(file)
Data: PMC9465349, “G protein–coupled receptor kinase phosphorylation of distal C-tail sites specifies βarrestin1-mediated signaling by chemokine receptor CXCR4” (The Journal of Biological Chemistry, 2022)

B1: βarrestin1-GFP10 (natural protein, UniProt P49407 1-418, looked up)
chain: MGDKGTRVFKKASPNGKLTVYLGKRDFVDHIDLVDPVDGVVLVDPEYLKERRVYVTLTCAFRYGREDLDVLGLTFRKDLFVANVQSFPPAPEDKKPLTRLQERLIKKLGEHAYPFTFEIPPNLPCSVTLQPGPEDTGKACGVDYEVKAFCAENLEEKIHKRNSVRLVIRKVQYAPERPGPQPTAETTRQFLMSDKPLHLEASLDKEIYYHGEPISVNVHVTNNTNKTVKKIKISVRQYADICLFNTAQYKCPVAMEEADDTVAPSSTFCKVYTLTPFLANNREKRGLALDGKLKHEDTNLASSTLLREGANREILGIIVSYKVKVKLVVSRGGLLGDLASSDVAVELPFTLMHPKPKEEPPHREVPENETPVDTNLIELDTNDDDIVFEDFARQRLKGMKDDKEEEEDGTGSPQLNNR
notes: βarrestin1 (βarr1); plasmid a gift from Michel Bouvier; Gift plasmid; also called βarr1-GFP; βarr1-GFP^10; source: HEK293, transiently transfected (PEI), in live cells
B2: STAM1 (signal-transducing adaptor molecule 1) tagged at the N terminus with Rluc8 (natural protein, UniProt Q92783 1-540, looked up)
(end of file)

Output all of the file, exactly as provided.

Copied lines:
Data: PMC9465349, “G protein–coupled receptor kinase phosphorylation of distal C-tail sites specifies βarrestin1-mediated signaling by chemokine receptor CXCR4” (The Journal of Biological Chemistry, 2022)

B1: βarrestin1-GFP10 (natural protein, UniProt P49407 1-418, looked up)
chain: MGDKGTRVFKKASPNGKLTVYLGKRDFVDHIDLVDPVDGVVLVDPEYLKERRVYVTLTCAFRYGREDLDVLGLTFRKDLFVANVQSFPPAPEDKKPLTRLQERLIKKLGEHAYPFTFEIPPNLPCSVTLQPGPEDTGKACGVDYEVKAFCAENLEEKIHKRNSVRLVIRKVQYAPERPGPQPTAETTRQFLMSDKPLHLEASLDKEIYYHGEPISVNVHVTNNTNKTVKKIKISVRQYADICLFNTAQYKCPVAMEEADDTVAPSSTFCKVYTLTPFLANNREKRGLALDGKLKHEDTNLASSTLLREGANREILGIIVSYKVKVKLVVSRGGLLGDLASSDVAVELPFTLMHPKPKEEPPHREVPENETPVDTNLIELDTNDDDIVFEDFARQRLKGMKDDKEEEEDGTGSPQLNNR
notes: βarrestin1 (βarr1); plasmid a gift from Michel Bouvier; Gift plasmid; also called βarr1-GFP; βarr1-GFP^10; source: HEK293, transiently transfected (PEI), in live cells
B2: STAM1 (signal-transducing adaptor molecule 1) tagged at the N terminus with Rluc8 (natural protein, UniProt Q92783 1-540, looked up)